Arbitration is simply a matter of contract between parties. Hickory Heights, supra. Whether a dispute should be submitted to arbitration is a matter of contract construction, and we look to the language of the contract that contains the agreement to arbitrate and apply state-law principles. Id. The same rules of construction and interpretation apply to arbitration agreements as to agreements generally. Id. Therefore, we seek to give effect to the parties’ intent as evidenced by the arbitration agreement itself. Id. The construction and legal effect of an agreement to arbitrate are to be determined by this court as a matter of law. Id. If there is any doubt, ambiguities in a contract are construed strictly against the drafter of the contract. Patterson v. S. Farm Bureau Cas. Ins. Co., 2018 Ark. App. 179, 545 S.W.3d 253.
On appeal, Camden asserts that it presented a valid arbitration agreement to the circuit court, and the court itself found that the agreement was “clear.” Camden denies that the checklist rendered the arbitration agreement ambiguous and argues that the checklist is not a contract. Camden contends that the use of the checklist as extrinsic evidence to generate an ambiguity in the arbitration agreement violates the parol-evidence rule, which allows the introduction of extrinsic evidence only if the contract contains a term that is ambiguous. See Hurt-Hoover Invs., LLC v. Fulmer, 2014 Ark. 461, 448 S.W.3d 696. Camden also argues that even if the checklist could be considered in conjunction with the arbitration agreement, the agreement shows the parties’ overriding intent was to waive the right to a jury trial and arbitrate disputes.2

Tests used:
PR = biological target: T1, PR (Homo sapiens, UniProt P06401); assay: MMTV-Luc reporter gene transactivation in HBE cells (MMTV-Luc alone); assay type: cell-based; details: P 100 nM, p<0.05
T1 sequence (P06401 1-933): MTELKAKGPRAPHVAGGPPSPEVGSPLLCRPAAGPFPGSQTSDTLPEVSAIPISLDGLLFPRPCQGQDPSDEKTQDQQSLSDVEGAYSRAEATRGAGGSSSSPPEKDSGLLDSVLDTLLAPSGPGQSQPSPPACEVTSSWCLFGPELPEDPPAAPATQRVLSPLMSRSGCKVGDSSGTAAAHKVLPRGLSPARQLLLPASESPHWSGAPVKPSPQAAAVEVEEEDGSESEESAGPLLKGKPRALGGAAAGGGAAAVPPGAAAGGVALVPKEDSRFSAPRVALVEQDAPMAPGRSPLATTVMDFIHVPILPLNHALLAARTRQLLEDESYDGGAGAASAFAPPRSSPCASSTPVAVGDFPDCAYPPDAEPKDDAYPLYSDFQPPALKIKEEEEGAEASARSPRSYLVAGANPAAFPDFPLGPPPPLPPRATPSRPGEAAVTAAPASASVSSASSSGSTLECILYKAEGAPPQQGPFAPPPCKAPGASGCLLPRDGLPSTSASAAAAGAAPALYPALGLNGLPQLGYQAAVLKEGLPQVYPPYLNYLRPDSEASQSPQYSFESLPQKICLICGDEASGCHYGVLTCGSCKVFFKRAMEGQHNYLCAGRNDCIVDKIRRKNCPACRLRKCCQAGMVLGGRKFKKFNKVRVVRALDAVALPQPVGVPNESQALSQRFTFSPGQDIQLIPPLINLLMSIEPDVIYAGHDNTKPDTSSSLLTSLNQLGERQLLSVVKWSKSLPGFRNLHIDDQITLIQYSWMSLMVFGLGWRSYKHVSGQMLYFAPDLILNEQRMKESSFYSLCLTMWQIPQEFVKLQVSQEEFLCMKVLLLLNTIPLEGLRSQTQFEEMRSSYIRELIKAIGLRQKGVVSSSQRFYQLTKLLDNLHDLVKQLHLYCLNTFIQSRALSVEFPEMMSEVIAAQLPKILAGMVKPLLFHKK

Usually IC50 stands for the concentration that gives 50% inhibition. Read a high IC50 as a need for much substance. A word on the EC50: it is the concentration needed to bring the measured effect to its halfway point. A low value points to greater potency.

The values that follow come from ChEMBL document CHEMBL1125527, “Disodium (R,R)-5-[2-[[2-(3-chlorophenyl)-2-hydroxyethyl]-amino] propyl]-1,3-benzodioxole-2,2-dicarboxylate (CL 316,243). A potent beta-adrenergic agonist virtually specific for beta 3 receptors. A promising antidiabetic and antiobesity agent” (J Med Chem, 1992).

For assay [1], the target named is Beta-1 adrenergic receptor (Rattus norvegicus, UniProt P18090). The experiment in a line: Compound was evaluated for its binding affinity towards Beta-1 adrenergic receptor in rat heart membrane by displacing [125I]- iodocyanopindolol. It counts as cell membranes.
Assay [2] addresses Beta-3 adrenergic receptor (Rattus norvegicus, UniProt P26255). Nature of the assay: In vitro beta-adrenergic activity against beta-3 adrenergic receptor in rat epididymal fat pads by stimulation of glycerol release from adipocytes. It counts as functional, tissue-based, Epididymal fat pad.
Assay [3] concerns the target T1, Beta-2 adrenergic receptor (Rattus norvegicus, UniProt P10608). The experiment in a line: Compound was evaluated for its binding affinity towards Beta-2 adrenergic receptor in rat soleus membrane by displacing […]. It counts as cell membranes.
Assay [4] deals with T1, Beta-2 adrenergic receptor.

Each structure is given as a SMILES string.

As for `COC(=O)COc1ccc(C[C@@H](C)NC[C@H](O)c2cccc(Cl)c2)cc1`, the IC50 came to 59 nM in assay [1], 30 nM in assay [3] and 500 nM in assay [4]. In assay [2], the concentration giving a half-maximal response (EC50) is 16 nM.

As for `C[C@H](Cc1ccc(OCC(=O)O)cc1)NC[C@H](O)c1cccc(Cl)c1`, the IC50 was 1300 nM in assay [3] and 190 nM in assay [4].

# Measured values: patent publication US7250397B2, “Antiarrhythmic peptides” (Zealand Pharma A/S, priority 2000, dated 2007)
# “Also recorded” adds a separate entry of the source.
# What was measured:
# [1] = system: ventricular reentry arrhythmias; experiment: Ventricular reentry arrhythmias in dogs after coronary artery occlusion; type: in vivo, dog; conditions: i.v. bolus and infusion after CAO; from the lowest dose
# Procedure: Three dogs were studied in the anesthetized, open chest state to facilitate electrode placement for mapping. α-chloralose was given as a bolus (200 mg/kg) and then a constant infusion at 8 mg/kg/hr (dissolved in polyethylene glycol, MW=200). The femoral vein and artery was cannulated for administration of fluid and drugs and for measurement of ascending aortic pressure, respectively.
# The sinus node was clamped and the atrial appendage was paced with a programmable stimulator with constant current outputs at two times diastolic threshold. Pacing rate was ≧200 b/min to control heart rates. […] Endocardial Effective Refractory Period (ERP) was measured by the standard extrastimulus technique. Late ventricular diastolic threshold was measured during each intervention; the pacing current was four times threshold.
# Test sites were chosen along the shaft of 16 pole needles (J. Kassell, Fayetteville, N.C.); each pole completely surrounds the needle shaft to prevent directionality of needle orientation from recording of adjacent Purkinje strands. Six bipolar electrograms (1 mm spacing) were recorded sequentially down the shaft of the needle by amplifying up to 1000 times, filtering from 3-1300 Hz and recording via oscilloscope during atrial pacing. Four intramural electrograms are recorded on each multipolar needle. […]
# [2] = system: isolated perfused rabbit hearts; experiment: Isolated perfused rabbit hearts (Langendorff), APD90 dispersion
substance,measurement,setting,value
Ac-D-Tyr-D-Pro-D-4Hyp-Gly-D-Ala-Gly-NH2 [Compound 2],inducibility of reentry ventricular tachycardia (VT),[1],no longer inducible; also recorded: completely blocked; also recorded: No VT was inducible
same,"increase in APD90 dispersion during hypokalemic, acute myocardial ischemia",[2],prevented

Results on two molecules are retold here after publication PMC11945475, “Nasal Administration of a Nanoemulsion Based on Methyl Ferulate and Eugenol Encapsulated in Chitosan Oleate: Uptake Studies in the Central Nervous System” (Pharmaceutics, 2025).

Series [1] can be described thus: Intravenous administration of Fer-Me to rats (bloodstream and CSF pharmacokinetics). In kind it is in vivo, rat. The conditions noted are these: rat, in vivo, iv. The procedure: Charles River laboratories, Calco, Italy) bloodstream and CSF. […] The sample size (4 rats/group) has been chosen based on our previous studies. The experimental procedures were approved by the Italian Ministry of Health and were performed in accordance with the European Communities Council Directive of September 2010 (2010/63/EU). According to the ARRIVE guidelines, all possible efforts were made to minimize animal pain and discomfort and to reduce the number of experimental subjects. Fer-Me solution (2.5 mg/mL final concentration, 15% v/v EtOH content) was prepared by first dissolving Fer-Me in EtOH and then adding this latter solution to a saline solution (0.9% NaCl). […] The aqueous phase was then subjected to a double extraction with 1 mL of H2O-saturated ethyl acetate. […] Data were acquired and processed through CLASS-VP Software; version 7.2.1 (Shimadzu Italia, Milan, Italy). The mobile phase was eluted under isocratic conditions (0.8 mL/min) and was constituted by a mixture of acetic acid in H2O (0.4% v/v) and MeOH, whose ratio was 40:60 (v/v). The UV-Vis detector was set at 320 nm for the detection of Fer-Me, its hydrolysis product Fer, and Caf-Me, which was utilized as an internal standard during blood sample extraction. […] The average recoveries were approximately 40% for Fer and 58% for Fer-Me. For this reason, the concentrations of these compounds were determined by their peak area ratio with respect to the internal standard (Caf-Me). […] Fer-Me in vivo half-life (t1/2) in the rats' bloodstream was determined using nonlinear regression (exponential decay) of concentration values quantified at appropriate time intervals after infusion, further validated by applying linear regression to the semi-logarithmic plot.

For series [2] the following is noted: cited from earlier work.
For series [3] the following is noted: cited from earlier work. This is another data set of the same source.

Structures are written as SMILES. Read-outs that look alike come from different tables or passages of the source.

Cooper responds that the circuit court correctly looked at the entire context of the agreement to ascertain the true intent of the parties and found that the checklist was part of the contract. Cooper notes that Camden does not challenge the court's explicit finding that the checklist is part of the contract. Thus, the parol evidence rule's prohibition on extrinsic evidence is not applicable in the present case. Cooper indicates that it was Camden itself that included the checklist as part of the arbitration agreement and that the checklist required the signature of the resident or legal guardian just as other sections of the contract required Cooper's signature. Cooper concludes that the circuit court correctly found that the contract was ambiguous and construed that ambiguity against the drafter, which was Camden.